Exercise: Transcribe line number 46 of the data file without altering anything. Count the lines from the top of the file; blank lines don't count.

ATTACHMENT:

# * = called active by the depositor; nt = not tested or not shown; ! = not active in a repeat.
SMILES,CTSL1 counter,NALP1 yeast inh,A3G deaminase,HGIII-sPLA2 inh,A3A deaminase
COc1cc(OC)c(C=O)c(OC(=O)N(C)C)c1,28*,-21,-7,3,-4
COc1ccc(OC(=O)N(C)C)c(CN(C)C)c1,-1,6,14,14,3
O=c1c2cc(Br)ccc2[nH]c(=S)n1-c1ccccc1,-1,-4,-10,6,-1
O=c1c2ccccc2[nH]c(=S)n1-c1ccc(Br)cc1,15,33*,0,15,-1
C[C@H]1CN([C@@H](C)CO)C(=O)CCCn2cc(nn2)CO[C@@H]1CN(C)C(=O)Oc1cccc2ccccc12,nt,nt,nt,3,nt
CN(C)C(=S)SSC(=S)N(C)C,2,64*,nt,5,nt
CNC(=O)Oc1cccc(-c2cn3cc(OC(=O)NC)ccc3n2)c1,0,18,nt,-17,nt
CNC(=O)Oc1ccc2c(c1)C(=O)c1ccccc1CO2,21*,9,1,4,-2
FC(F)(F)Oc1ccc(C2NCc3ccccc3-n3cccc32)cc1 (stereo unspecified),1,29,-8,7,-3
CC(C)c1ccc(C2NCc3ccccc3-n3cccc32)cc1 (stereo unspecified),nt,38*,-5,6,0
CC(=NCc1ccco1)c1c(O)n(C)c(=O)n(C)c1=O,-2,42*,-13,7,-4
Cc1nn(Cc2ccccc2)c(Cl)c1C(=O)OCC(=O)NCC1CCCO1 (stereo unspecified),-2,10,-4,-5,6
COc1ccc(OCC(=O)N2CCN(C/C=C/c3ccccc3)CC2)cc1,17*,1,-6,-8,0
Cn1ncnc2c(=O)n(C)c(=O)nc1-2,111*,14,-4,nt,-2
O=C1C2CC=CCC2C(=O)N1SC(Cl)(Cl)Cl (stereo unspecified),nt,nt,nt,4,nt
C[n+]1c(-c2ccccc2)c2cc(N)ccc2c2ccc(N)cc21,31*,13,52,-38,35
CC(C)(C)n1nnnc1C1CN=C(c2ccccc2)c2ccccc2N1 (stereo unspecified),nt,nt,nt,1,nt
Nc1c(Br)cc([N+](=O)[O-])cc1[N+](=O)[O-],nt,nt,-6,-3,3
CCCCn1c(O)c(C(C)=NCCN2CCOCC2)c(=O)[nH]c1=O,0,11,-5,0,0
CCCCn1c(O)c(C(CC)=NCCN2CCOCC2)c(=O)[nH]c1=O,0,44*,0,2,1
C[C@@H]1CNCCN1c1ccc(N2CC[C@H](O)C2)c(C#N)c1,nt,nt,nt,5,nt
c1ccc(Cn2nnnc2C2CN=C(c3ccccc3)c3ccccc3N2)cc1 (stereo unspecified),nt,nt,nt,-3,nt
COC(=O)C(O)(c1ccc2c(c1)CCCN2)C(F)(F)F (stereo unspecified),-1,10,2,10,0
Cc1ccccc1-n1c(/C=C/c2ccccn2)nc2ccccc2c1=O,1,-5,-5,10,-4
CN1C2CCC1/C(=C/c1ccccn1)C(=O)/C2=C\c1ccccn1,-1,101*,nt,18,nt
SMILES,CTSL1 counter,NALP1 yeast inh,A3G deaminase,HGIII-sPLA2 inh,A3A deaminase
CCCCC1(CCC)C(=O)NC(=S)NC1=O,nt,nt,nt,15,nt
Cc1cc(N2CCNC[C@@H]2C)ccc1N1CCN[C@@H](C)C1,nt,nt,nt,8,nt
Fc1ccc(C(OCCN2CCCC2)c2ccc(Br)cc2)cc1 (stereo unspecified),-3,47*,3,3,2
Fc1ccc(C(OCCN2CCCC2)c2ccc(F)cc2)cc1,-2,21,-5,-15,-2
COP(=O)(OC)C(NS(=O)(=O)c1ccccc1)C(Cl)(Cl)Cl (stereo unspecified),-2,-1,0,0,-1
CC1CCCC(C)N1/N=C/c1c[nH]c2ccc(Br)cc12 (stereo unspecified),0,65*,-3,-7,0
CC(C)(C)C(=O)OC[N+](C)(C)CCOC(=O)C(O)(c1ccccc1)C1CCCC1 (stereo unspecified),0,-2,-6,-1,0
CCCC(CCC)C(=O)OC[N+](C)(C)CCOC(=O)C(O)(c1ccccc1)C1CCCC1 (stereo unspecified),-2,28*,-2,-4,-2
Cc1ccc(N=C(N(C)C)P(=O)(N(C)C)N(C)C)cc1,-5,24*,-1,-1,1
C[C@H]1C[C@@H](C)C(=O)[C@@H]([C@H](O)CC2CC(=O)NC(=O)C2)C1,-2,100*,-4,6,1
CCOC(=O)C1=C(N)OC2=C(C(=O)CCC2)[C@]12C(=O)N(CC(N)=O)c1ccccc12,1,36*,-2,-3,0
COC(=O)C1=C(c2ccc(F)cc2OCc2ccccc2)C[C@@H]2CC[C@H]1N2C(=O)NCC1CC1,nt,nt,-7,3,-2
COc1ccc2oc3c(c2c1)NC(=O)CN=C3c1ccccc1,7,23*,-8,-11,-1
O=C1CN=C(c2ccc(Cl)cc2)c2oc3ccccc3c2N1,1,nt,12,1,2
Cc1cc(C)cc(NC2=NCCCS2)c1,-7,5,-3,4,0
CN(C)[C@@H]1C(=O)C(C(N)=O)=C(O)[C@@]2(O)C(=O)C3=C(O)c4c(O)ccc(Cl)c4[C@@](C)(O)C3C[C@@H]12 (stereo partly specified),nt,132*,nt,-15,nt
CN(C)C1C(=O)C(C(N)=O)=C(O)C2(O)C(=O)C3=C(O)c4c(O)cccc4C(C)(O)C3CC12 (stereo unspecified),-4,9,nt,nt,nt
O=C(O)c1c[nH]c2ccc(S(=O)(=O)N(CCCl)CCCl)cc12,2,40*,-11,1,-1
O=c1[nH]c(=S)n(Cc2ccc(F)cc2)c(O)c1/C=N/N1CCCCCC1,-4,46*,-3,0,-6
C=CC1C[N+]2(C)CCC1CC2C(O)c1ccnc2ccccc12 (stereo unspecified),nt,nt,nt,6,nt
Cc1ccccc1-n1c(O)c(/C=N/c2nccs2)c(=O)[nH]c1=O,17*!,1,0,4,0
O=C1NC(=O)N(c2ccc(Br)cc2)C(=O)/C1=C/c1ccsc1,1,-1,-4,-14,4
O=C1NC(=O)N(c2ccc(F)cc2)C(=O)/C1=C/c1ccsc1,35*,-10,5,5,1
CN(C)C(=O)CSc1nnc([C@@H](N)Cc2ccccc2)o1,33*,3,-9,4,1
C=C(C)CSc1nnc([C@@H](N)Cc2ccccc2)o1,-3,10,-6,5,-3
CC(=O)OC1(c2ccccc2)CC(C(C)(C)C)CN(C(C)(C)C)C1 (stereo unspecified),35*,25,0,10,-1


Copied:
O=C(O)c1c[nH]c2ccc(S(=O)(=O)N(CCCl)CCCl)cc12,2,40*,-11,1,-1